Bigger, heavier, GEO satellites with multiple roles More direct broadcast TV and Radio satellites Expansion into Ka, Q, V bands (20/30, 40/50 GHz) Massive growth in data services fueled by Internet Mobile services:

May be broadcast services rather than point to point Make mobile services a successful business?
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The Future for Satellite Communications 1


Growth requires new frequency bands
Propagation through rain and clouds becomes a problem as RF frequency is increased
C-band (6/4 GHz) Ku-band (10-12 GHz) Rain has little impact 99.99% availability is possible Link margin of 3 dB needed for 99.8% availability

Ka-band (20 - 30 GHz) Link margin of 6 dB needed for 99.6% availability


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The Future for Satellite Communications - 2


Low cost phased array antennas for mobiles are
needed Mobile systems are limited by use of omni-directional antennas A self-phasing, self-steering phased array antenna with 6 dB gain can quadruple the capacity of a system Directional antennas allow frequency re-use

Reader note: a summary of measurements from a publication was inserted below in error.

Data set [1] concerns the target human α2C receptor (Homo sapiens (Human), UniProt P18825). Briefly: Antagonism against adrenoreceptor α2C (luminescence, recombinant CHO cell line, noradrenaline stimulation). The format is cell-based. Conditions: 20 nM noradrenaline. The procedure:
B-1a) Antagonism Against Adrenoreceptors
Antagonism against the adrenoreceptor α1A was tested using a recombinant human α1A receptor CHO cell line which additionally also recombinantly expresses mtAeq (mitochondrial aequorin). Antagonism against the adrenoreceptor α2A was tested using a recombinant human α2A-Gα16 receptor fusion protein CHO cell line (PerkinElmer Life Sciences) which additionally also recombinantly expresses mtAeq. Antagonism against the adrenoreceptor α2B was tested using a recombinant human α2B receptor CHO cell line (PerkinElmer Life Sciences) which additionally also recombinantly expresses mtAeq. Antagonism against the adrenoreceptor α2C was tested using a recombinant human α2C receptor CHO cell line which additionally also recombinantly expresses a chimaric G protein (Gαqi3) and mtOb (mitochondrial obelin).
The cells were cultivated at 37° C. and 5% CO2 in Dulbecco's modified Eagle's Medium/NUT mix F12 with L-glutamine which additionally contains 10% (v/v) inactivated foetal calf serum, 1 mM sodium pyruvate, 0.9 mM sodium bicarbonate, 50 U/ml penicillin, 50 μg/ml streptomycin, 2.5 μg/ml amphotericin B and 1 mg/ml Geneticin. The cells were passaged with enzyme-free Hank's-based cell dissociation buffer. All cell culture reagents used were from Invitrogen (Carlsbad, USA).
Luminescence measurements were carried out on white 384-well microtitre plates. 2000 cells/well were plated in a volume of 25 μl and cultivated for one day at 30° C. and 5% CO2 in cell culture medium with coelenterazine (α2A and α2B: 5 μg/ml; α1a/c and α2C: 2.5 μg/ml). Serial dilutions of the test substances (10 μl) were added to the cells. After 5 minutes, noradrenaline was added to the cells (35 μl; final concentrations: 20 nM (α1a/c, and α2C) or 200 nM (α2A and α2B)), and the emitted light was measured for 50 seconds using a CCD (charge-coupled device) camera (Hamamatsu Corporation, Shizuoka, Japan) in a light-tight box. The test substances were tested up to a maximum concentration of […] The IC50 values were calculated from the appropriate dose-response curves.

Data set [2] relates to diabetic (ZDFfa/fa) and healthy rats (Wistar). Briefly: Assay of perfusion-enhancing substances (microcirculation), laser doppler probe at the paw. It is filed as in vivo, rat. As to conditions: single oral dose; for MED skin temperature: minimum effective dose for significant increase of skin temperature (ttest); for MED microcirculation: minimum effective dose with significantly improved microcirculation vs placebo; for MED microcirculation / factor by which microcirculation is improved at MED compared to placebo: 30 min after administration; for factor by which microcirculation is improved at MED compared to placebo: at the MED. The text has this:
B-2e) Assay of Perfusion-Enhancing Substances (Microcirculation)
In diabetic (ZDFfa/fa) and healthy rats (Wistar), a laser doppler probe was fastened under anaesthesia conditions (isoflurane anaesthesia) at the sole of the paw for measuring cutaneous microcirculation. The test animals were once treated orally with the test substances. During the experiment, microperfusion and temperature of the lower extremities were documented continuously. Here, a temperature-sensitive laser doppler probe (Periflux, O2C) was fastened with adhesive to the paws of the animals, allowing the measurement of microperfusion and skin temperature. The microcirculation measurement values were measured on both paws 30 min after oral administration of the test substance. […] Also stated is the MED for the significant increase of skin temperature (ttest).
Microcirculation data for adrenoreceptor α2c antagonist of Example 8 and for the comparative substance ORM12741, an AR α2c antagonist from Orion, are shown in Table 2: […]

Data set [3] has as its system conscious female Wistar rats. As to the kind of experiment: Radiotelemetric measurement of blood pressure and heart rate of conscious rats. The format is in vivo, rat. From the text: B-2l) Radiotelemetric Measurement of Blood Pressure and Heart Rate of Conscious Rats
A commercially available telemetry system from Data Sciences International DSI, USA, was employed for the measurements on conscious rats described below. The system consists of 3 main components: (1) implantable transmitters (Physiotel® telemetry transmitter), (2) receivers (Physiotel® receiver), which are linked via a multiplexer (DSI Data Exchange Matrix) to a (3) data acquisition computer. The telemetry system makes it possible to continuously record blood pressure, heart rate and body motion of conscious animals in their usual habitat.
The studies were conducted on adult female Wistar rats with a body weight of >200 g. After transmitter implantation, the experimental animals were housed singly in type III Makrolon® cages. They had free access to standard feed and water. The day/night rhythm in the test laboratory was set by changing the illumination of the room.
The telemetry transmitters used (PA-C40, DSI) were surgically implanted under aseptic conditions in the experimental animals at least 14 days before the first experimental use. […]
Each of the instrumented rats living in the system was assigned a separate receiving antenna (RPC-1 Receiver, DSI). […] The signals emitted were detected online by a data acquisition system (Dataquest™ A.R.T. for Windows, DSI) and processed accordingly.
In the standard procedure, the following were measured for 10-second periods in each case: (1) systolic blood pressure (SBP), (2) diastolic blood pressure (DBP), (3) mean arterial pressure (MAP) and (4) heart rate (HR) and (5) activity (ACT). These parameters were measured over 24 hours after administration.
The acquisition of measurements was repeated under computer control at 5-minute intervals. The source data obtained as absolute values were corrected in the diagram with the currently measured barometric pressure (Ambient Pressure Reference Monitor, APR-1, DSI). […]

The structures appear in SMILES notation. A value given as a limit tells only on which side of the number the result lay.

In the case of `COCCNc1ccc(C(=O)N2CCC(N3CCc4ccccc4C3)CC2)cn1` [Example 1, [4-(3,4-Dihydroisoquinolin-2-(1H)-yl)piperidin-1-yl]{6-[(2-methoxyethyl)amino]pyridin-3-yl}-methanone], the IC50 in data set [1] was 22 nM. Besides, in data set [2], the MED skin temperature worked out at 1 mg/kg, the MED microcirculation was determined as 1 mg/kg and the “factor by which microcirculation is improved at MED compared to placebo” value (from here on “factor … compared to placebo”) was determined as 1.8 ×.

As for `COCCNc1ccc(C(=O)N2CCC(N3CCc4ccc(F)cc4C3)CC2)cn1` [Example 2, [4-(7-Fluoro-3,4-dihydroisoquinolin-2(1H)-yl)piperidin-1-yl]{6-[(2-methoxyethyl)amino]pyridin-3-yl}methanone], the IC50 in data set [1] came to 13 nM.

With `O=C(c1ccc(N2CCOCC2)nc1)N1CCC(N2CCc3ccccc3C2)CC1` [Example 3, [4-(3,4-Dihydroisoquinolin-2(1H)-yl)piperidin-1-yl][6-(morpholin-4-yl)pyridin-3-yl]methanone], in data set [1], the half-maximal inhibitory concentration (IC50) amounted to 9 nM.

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Homework #1
Answer the questions below for Dish Networks direct-to-home digital television broadcasting. Reference the text pages 7, 443, 445 and Dish Networks Web site, and section 11.2 page 441. 1) How many satellites does Dish Network have in the sky? Name them? 2) How many transponders are on each of these satellites? What frequency band is used? 3) What orbit are these satellites in (LEO, MEO, GEO)? 4) Why are two heads used on the Dish Network antenna (text page 445)? 5) On what date was Echostar I launched? Echostar V? 6) Are these satellites spin or three axis stabilized? See page 443 7) Go to the Website and download the azimuth and elevation application( products installation) and follow the directions to aim the dish antenna to receive a signal for the zip code where you live. State the azimuth, elevation and skew angles and longitude for each satellite. 8) See page 443. If the frequency band were C rather than Ku, how would this affect the size of the receive antenna you would need on your rooftop? 9) What is a transponder? Why does a satellite have multiple transponders and not just one? 10) Extra credit Go to the Air & Space Museum and view Explorer I, Sputnik I, the V2 rocket, TIROS II, TIROS-N and ITOS. Briefly describe the purpose of each.